TEMPE, Ariz. -- If Arizona Cardinals outside linebacker Chandler Jones was stumping for his first NFL Defensive Player of the Year Award, his campaign slogan could be something like: Numbers Don't Lie.
But with a little more than a month left in the season, Jones' name hardly registers with voters. Jones didn't even show up on some midseason award lists.
Yet, Jones has been making a strong case. Entering Week 13, he's tied for the NFL lead with 12.5 sacks and leads the league with five forced fumbles and 41 pressures. He’s third in disrupted dropbacks and fumble recoveries, all while playing the 11th most defensive snaps in the NFL this season.
On Sunday, the Cardinals will share the field with the Los Angeles Rams (4:05 p.m. ET, Fox) and reigning back-to-back Defensive Player of the Year Aaron Donald, who last season led the league with 20.5 sacks. The feats of Jones have not gone unnoticed by Donald.
"He's consistent," said Donald. "He's going to get you 12, 13, 14, 15, sacks every single year. I think he's one of them guys that's productive every single year, just don't get the recognition that he deserves."
From one Defensive Player of the Year to another: Jones' fellow outside linebacker in Arizona, Terrell Suggs, who won the award in 2011, said Jones' NFL sack lead says it all.
"Is there a bigger case than that?" Suggs asked. "You just think about what we've been dealing with as a team. We're a whole bunch of new guys playing together, trying to feel each other out and he's still able to have success with a new coordinator coming in.
"That's a case in itself. To the players in the league, everybody knows."
But do they?
Jones wasn't named to this year's NFL Top 100, a list compiled by players around the league. Despite leading the NFL in sacks since 2013, Jones' peers didn't consider him one of the 100 best players in the league.
Entering Week 12, DraftKings Sportsbook had Jones tied with San Francisco 49ers rookie Nick Bosa for the fourth-best odds to win Defensive Player of the Year in 2019 (11-1) behind New England Patriots cornerback Stephon Gilmore, Rams defensive tackle Aaron Donald and Pittsburgh Steelers linebacker T.J. Watt.
"I don't get why he doesn't get the attention," Cardinals left guard Justin Pugh said.
Not playing at night, when all of the NFL's eyes are focused in one place, is part of it. Since coming to Arizona in a trade from the Patriots before the 2016 season, the Cardinals have not had a winning record, which doesn't give them a lot of prime-time appeal. Jones has played in eight prime-time games in nearly four years with the team. The Green Bay Packers, on the other hand, have played in a league-best 21 prime-time games during that span. The Cardinals have had one prime-time game in each of the past two seasons.
"If you're not playing on Sunday, Monday night, in the big games, that hurts eyes that get to watch just how dominant and how good of a player he is," Cardinals coach Kliff Kingsbury said.
Said Suggs: "You never know the real reason but you know he's been the ultimate pro about it. He's been humble and that says a lot about him, too."
Jones has had some truly dominant performances, like his four-sack effort in Week 7 at the New York Giants, but critics say that came against a team with only one win at the time. Teammates are quick to defend Jones, who has had double-digit sacks in five consecutive seasons.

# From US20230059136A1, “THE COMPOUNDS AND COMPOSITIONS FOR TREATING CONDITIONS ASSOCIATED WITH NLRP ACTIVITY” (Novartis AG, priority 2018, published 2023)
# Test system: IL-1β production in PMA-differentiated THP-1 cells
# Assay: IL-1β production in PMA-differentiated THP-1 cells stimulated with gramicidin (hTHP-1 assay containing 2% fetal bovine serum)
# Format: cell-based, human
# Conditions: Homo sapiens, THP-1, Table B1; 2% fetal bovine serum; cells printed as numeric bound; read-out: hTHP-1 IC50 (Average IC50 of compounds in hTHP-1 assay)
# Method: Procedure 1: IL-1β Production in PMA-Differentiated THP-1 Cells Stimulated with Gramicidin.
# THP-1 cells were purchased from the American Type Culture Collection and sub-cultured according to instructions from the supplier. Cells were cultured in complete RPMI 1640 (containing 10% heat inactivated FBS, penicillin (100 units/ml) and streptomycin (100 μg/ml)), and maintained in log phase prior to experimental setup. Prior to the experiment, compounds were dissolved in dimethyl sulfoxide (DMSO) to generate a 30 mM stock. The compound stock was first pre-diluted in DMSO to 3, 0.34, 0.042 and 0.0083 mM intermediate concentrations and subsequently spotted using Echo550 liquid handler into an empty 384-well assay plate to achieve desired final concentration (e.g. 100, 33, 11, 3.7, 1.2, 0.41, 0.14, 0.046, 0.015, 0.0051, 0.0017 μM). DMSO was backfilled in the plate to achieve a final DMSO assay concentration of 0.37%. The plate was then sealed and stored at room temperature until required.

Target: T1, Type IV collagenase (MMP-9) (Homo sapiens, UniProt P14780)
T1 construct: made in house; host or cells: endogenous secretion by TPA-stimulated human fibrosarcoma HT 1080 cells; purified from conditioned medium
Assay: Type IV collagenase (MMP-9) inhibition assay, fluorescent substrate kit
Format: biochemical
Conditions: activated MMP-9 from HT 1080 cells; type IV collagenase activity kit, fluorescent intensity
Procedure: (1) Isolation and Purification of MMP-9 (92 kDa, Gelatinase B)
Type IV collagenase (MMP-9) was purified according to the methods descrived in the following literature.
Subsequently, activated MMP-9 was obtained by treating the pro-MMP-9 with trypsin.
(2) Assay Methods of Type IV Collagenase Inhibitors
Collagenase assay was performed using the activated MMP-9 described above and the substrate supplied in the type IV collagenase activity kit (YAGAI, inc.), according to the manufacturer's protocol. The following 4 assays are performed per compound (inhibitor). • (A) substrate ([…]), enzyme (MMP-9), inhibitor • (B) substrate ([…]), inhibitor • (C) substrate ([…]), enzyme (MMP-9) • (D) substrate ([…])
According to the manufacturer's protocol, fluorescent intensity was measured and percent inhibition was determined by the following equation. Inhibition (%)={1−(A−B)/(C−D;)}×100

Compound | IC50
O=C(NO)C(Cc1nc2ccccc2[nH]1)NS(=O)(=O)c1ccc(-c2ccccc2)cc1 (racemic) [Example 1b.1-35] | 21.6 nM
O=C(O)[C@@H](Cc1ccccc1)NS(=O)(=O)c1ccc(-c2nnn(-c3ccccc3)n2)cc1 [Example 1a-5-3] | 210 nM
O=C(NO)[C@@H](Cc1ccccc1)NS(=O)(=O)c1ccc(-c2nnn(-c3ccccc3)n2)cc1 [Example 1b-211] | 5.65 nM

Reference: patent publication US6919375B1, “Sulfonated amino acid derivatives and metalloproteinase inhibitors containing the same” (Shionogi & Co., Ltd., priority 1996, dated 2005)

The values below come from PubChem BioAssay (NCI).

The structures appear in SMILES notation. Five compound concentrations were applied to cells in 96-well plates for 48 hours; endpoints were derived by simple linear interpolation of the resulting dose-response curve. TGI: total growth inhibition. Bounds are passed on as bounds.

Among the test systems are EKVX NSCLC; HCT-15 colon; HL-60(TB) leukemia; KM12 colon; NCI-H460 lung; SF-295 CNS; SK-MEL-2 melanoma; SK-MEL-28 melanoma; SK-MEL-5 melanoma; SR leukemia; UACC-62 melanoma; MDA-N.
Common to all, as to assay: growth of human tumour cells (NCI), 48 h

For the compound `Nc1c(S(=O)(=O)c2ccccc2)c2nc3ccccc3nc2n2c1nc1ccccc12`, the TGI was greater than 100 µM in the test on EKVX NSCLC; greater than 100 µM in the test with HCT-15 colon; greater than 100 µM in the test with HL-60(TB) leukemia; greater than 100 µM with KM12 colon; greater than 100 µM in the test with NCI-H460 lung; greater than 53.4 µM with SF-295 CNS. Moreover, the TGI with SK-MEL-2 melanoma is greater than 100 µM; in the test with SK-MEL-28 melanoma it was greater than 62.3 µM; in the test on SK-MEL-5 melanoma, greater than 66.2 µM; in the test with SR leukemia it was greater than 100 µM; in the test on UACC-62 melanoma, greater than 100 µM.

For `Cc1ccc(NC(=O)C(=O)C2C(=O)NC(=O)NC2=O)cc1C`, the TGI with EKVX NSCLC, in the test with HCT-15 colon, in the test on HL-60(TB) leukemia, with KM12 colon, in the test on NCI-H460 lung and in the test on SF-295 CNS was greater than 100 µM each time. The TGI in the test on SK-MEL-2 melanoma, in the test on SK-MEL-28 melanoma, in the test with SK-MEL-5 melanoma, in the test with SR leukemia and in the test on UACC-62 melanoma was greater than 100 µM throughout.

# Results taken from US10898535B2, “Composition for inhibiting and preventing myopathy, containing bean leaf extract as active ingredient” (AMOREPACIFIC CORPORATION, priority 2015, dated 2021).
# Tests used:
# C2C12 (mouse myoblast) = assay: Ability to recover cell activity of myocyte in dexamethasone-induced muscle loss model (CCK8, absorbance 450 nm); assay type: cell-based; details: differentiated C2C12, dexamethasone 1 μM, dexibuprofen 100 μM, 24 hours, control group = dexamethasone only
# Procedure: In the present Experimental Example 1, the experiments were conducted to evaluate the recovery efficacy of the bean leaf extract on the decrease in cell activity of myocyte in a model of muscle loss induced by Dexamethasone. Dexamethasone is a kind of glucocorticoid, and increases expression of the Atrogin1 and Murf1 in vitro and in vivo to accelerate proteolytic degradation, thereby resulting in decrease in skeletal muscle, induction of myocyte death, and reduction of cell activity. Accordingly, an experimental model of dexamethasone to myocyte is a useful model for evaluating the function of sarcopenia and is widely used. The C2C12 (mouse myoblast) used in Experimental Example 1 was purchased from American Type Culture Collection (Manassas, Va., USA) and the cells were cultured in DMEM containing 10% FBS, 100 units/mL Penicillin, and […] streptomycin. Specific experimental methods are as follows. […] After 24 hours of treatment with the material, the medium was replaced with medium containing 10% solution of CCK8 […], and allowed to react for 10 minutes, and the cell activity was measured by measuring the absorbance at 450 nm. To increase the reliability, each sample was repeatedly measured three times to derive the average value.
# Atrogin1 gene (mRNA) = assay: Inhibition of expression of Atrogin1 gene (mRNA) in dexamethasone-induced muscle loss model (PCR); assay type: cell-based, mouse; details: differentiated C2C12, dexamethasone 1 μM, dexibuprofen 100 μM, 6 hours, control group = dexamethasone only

"It just seems like the media picks who they want to be the superstar and they look for clues in their play to prove that this player is a superstar," nose tackle Corey Peters said.
"They watch games, they don't watch film," cornerback Patrick Peterson said. "So, [if] you're not able to be on a national televised game, you get lost in the shuffle a little bit. That's out of his control."
Jones has seen the other side. When he was in New England for his first four seasons, the spotlight was on him to the point where he started to shy away from the attention. Don't be confused, though. Jones still wants to be Defensive Player of the Year.
"I had, what, two double-digit sacks seasons [in New England]?" Jones said. "I had those, I had two six-sack seasons, but over in New England, they're like, 'Oh, Chandler Jones, he's a monster.' I come over here, I'm playing way better than I was in New England and it's just like, 'Oh, OK, mediocre player, good job.'
"My biggest thing is I try to manage expectations. The numbers don't lie at the end of the day."
Jones and Denver Broncos linebacker Von Miller are the only current players to have double-digit sacks in five straight seasons. Jones is the 12th player with 10 sacks in at least five straight seasons since sacks became an official stat in 1982, according to ESPN Stats & Information.
"His length is so different from everybody that you play," McGlinchey said. "It's not too often that offensive tackles play guys who are longer than them, and Chandler is that on top of the fact that he's blessed with elite athletic ability and bend and all of that stuff that presents a lot of problems. And he's a really smart football player, too."
Pugh, who faced Jones regularly during their college days at Syracuse, says Jones is flat-out "unblockable."
"You can't teach what he has," Pugh added. "It's just a nightmare matchup, but no tackle wants to go against him."
Jones isn't frustrated by the lack of attention -- as long as the man who signs his checks, Cardinals owner Michael Bidwill, and Kingsbury are happy with his play.
"Those people are paying my bills," Jones said. "The talk shows aren't paying me. At the end of the day, they might give you some hype but when you look at the numbers, they're there.
"The numbers are there."